But Ryan's right. There isn't enough time to "go through all of the math" on a Sunday show. And even if Ryan laid out the proposal in explicit detail, most viewers would be bored to the point that they abandon their TV's or be confounded as to what the Congressman was talking about.
Here's the problem for Ryan: when you deal with "green eyeshade" issues, most people aren't going to be able to grasp all of the facts and figures which make a plan feasible or not. Ryan's faced accusations before that his figures don't add up.
Robert McIntyre of Citizens for Tax Justice derided the Congressman's latest budget proposal back in March. McIntyre told the Washington Post that the Congressman is "a phony" and has "always been a phony."
The CBO does not evaluate budget plans, per se. But Ryan did ask CBO to assess parts of his budget plan based on his own series of rules. Upon running the numbers on Ryan's plan, CBO stated that the "calculations do not represent a cost estimate for legislation or an analysis of the effects of any given policies."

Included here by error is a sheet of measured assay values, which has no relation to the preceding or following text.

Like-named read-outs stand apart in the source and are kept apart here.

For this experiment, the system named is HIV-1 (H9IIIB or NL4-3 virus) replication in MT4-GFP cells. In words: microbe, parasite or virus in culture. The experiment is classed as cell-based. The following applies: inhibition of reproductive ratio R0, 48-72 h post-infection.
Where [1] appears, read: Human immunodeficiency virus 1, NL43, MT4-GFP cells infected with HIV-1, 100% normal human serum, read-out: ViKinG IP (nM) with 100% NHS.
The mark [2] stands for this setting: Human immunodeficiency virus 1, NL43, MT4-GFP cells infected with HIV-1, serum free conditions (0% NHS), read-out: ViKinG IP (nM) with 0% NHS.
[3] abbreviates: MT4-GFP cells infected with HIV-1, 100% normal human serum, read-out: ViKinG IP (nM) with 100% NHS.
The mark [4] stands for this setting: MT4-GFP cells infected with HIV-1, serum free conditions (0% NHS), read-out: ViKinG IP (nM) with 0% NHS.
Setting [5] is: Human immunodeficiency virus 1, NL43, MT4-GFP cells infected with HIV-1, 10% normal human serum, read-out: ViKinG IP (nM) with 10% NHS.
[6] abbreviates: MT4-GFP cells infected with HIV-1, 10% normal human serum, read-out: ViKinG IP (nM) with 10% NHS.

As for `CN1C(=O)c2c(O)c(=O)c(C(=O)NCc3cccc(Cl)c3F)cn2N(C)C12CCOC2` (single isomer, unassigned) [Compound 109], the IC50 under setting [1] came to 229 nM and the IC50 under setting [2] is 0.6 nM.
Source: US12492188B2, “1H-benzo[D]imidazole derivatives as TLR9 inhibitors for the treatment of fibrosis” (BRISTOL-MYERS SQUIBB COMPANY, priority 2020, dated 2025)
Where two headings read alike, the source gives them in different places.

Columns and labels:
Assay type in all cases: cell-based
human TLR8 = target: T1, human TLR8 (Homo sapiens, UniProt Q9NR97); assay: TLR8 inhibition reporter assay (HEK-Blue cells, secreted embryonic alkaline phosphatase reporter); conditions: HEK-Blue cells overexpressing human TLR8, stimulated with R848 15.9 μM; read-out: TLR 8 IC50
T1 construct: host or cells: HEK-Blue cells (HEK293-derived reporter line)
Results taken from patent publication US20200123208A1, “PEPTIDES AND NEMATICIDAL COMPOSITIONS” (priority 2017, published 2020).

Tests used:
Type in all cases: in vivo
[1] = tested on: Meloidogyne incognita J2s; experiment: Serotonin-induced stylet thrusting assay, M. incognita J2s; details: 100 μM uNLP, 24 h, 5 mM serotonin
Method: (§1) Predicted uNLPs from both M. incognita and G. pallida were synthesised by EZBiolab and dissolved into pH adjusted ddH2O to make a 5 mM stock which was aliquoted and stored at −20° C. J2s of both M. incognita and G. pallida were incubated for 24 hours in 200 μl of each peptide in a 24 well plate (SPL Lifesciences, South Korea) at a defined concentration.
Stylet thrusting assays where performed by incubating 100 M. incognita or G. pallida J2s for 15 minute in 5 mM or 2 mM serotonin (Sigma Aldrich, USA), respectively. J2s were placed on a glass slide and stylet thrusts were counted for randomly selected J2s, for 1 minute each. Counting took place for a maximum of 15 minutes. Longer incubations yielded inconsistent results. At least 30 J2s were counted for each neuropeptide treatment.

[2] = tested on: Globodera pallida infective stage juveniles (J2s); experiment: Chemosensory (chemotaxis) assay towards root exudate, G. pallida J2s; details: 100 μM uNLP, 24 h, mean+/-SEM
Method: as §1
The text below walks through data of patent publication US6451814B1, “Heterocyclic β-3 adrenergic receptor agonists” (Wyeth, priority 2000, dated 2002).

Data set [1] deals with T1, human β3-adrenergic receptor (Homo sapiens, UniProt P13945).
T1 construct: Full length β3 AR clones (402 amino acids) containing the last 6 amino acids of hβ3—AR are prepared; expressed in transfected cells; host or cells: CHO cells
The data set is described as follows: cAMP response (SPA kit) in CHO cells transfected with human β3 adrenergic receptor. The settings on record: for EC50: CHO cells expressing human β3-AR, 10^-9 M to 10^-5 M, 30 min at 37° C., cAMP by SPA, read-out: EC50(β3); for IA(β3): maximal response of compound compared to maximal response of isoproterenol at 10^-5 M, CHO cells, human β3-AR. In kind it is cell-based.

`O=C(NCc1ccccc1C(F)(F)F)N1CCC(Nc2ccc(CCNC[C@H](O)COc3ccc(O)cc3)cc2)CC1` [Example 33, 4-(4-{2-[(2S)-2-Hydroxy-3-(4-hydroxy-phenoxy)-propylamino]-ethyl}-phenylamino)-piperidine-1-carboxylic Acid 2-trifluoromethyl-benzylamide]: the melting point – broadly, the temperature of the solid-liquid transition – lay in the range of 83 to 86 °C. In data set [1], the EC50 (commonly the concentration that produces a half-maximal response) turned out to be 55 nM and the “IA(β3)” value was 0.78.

In August, New York Times columnist Paul Krugman blasted Ryan and said he "games the system." Krugman asserted that Ryan "got CBO to produce a report which looks to those who don't actually read it like a validation of his numbers when in fact he prevented any actual scoring of his proposals. If you think otherwise, you've been snookered."
Douglas Holtz-Eakin defends Ryan. As Chairman of the House Budget Committee, Ryan doesn't get his entire budget studied by the CBO. However, the CBO generally scores other bills crafted by what Congress calls "authorizing committees." Those panels, whether it be Ways and Means, which deals with taxation, or Energy and Commerce, must get their pieces of legislation scored by the CBO so they have a price tag. But Holtz-Eakin says Ryan "gets a lot of grief because he operates off the CBO baseline." And Holtz-Eakin suggests that Ryan "put out far more detail than by any other (Budget Committee) chairman."
In other words, Holtz-Eakin is saying Ryan doesn't "hide" the numbers. But that doesn't stop many from perceiving that he does or that the numbers are skewed. Regardless, it's very, very hard to understand.